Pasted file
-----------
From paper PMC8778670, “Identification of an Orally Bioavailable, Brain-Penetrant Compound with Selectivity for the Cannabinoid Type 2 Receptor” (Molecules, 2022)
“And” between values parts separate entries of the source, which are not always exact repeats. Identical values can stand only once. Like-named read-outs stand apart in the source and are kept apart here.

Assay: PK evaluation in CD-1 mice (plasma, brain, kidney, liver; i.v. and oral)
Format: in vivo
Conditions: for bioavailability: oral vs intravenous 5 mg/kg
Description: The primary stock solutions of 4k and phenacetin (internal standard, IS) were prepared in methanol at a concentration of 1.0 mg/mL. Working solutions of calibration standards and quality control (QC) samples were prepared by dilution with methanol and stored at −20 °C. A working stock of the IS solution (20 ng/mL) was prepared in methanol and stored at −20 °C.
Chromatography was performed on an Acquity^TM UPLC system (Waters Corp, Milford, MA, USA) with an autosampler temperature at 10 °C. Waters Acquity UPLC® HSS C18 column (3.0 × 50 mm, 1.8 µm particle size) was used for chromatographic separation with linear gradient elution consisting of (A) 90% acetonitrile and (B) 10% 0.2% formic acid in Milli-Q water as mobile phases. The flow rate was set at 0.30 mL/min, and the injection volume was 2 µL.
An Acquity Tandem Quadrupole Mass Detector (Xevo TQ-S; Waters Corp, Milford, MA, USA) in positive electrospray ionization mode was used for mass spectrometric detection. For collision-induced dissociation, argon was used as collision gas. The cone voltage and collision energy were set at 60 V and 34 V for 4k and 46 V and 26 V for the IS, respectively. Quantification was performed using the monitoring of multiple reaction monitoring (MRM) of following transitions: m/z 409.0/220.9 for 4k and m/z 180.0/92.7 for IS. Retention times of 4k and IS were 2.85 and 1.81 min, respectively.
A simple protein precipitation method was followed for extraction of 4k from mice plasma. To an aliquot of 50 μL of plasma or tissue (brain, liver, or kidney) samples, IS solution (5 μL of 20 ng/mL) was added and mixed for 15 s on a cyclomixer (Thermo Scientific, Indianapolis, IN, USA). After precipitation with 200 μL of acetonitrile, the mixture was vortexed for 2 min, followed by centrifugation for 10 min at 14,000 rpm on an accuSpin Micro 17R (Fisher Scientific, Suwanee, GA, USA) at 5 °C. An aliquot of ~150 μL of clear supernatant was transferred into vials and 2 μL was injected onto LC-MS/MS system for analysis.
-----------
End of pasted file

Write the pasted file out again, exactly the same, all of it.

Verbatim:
From paper PMC8778670, “Identification of an Orally Bioavailable, Brain-Penetrant Compound with Selectivity for the Cannabinoid Type 2 Receptor” (Molecules, 2022)
“And” between values parts separate entries of the source, which are not always exact repeats. Identical values can stand only once. Like-named read-outs stand apart in the source and are kept apart here.

Assay: PK evaluation in CD-1 mice (plasma, brain, kidney, liver; i.v. and oral)
Format: in vivo
Conditions: for bioavailability: oral vs intravenous 5 mg/kg
Description: The primary stock solutions of 4k and phenacetin (internal standard, IS) were prepared in methanol at a concentration of 1.0 mg/mL. Working solutions of calibration standards and quality control (QC) samples were prepared by dilution with methanol and stored at −20 °C. A working stock of the IS solution (20 ng/mL) was prepared in methanol and stored at −20 °C.
Chromatography was performed on an Acquity^TM UPLC system (Waters Corp, Milford, MA, USA) with an autosampler temperature at 10 °C. Waters Acquity UPLC® HSS C18 column (3.0 × 50 mm, 1.8 µm particle size) was used for chromatographic separation with linear gradient elution consisting of (A) 90% acetonitrile and (B) 10% 0.2% formic acid in Milli-Q water as mobile phases. The flow rate was set at 0.30 mL/min, and the injection volume was 2 µL.
An Acquity Tandem Quadrupole Mass Detector (Xevo TQ-S; Waters Corp, Milford, MA, USA) in positive electrospray ionization mode was used for mass spectrometric detection. For collision-induced dissociation, argon was used as collision gas. The cone voltage and collision energy were set at 60 V and 34 V for 4k and 46 V and 26 V for the IS, respectively. Quantification was performed using the monitoring of multiple reaction monitoring (MRM) of following transitions: m/z 409.0/220.9 for 4k and m/z 180.0/92.7 for IS. Retention times of 4k and IS were 2.85 and 1.81 min, respectively.
A simple protein precipitation method was followed for extraction of 4k from mice plasma. To an aliquot of 50 μL of plasma or tissue (brain, liver, or kidney) samples, IS solution (5 μL of 20 ng/mL) was added and mixed for 15 s on a cyclomixer (Thermo Scientific, Indianapolis, IN, USA). After precipitation with 200 μL of acetonitrile, the mixture was vortexed for 2 min, followed by centrifugation for 10 min at 14,000 rpm on an accuSpin Micro 17R (Fisher Scientific, Suwanee, GA, USA) at 5 °C. An aliquot of ~150 μL of clear supernatant was transferred into vials and 2 μL was injected onto LC-MS/MS system for analysis.